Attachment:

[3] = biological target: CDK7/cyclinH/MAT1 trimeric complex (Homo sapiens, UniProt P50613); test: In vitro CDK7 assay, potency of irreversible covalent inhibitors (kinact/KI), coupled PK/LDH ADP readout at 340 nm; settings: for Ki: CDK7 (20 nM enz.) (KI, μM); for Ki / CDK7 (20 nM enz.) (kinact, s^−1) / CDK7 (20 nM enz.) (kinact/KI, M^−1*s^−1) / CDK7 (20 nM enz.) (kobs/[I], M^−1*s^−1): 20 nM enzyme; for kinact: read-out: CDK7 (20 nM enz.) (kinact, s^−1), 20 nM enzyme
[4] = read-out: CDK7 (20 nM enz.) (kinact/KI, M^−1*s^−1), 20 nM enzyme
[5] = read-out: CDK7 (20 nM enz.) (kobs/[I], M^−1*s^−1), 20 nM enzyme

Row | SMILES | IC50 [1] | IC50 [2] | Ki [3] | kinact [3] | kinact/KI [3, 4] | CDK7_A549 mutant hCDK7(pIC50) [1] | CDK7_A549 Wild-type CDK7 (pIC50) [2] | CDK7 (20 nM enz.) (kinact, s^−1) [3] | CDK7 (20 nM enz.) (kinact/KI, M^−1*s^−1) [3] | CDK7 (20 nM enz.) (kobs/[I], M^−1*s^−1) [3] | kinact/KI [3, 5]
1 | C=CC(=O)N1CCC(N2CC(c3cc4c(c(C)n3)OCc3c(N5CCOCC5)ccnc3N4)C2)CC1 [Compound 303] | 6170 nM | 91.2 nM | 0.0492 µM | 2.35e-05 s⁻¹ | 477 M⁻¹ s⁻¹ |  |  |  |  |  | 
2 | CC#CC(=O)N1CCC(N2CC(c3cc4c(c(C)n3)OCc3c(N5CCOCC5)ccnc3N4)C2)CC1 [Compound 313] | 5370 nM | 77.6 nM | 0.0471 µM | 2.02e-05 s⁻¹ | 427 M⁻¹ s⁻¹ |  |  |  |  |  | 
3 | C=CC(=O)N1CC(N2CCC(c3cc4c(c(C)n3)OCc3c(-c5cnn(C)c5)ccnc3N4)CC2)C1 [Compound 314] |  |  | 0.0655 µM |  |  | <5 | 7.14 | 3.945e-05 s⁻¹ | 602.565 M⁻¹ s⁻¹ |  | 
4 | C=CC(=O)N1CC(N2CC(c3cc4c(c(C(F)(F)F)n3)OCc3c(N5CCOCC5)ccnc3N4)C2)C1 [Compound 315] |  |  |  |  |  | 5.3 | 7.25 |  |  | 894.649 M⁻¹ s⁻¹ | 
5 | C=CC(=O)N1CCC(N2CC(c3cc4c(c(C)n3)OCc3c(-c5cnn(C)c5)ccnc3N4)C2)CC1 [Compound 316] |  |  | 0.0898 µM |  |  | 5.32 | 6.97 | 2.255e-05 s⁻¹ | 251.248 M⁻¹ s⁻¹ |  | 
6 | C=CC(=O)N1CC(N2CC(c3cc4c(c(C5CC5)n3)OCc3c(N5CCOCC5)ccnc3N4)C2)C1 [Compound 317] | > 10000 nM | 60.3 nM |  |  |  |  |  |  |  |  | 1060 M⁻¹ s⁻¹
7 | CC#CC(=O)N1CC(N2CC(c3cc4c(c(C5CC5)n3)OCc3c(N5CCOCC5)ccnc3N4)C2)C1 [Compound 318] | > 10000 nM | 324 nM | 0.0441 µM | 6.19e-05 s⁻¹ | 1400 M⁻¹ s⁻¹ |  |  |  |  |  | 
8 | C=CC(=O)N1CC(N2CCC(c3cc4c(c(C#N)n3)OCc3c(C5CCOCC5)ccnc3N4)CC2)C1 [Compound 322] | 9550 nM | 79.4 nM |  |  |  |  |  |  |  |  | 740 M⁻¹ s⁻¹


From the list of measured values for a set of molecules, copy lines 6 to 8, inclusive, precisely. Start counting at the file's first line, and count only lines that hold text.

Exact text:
2 | CC#CC(=O)N1CCC(N2CC(c3cc4c(c(C)n3)OCc3c(N5CCOCC5)ccnc3N4)C2)CC1 [Compound 313] | 5370 nM | 77.6 nM | 0.0471 µM | 2.02e-05 s⁻¹ | 427 M⁻¹ s⁻¹ |  |  |  |  |  | 
3 | C=CC(=O)N1CC(N2CCC(c3cc4c(c(C)n3)OCc3c(-c5cnn(C)c5)ccnc3N4)CC2)C1 [Compound 314] |  |  | 0.0655 µM |  |  | <5 | 7.14 | 3.945e-05 s⁻¹ | 602.565 M⁻¹ s⁻¹ |  | 
4 | C=CC(=O)N1CC(N2CC(c3cc4c(c(C(F)(F)F)n3)OCc3c(N5CCOCC5)ccnc3N4)C2)C1 [Compound 315] |  |  |  |  |  | 5.3 | 7.25 |  |  | 894.649 M⁻¹ s⁻¹ | 